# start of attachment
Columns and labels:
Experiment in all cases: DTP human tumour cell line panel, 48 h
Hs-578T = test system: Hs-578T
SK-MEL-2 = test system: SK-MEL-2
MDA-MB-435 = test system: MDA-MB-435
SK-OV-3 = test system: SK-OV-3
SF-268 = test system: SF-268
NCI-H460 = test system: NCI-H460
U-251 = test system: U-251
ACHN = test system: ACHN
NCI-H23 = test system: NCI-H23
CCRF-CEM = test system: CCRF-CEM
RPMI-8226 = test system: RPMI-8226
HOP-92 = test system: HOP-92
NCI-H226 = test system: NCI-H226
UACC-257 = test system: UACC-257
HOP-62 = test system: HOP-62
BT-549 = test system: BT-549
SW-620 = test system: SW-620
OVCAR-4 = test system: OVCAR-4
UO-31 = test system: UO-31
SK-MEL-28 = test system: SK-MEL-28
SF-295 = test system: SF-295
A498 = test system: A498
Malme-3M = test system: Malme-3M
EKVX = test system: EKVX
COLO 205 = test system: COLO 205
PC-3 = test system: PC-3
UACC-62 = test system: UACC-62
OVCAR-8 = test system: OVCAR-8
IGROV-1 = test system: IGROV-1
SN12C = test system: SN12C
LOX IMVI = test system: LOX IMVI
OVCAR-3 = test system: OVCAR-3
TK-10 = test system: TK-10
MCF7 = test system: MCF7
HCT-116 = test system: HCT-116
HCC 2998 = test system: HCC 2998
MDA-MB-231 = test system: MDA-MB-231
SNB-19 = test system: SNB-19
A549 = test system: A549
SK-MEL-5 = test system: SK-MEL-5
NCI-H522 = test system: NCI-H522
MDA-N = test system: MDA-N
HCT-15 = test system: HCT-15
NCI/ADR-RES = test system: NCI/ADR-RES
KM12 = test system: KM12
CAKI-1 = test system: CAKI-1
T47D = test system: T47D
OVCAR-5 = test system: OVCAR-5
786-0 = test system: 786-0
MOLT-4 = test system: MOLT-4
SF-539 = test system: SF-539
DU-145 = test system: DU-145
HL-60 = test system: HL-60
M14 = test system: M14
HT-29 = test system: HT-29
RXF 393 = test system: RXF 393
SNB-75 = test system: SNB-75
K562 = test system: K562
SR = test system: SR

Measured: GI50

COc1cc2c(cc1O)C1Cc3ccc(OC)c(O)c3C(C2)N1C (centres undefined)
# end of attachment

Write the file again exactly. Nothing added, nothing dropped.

Columns and labels:
Experiment in all cases: DTP human tumour cell line panel, 48 h
Hs-578T = test system: Hs-578T
SK-MEL-2 = test system: SK-MEL-2
MDA-MB-435 = test system: MDA-MB-435
SK-OV-3 = test system: SK-OV-3
SF-268 = test system: SF-268
NCI-H460 = test system: NCI-H460
U-251 = test system: U-251
ACHN = test system: ACHN
NCI-H23 = test system: NCI-H23
CCRF-CEM = test system: CCRF-CEM
RPMI-8226 = test system: RPMI-8226
HOP-92 = test system: HOP-92
NCI-H226 = test system: NCI-H226
UACC-257 = test system: UACC-257
HOP-62 = test system: HOP-62
BT-549 = test system: BT-549
SW-620 = test system: SW-620
OVCAR-4 = test system: OVCAR-4
UO-31 = test system: UO-31
SK-MEL-28 = test system: SK-MEL-28
SF-295 = test system: SF-295
A498 = test system: A498
Malme-3M = test system: Malme-3M
EKVX = test system: EKVX
COLO 205 = test system: COLO 205
PC-3 = test system: PC-3
UACC-62 = test system: UACC-62
OVCAR-8 = test system: OVCAR-8
IGROV-1 = test system: IGROV-1
SN12C = test system: SN12C
LOX IMVI = test system: LOX IMVI
OVCAR-3 = test system: OVCAR-3
TK-10 = test system: TK-10
MCF7 = test system: MCF7
HCT-116 = test system: HCT-116
HCC 2998 = test system: HCC 2998
MDA-MB-231 = test system: MDA-MB-231
SNB-19 = test system: SNB-19
A549 = test system: A549
SK-MEL-5 = test system: SK-MEL-5
NCI-H522 = test system: NCI-H522
MDA-N = test system: MDA-N
HCT-15 = test system: HCT-15
NCI/ADR-RES = test system: NCI/ADR-RES
KM12 = test system: KM12
CAKI-1 = test system: CAKI-1
T47D = test system: T47D
OVCAR-5 = test system: OVCAR-5
786-0 = test system: 786-0
MOLT-4 = test system: MOLT-4
SF-539 = test system: SF-539
DU-145 = test system: DU-145
HL-60 = test system: HL-60
M14 = test system: M14
HT-29 = test system: HT-29
RXF 393 = test system: RXF 393
SNB-75 = test system: SNB-75
K562 = test system: K562
SR = test system: SR

Measured: GI50

COc1cc2c(cc1O)C1Cc3ccc(OC)c(O)c3C(C2)N1C (centres undefined)